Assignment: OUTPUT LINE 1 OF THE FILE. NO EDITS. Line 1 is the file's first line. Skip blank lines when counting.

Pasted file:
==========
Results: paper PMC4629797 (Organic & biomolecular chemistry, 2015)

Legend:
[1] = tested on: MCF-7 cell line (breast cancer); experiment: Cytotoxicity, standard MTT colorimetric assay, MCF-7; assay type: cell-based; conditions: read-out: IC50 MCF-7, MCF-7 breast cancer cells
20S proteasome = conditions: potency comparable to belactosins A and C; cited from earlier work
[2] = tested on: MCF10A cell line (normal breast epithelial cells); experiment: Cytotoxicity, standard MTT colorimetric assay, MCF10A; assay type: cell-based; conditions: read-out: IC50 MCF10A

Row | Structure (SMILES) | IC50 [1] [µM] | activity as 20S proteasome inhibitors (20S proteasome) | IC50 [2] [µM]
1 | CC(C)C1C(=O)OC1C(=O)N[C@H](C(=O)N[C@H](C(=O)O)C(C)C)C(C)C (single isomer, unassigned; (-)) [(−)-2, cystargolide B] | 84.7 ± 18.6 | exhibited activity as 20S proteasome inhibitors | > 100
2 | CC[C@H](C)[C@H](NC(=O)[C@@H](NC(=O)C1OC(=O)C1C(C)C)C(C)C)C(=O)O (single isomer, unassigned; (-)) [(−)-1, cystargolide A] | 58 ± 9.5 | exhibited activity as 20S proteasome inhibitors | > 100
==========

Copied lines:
Results: paper PMC4629797 (Organic & biomolecular chemistry, 2015)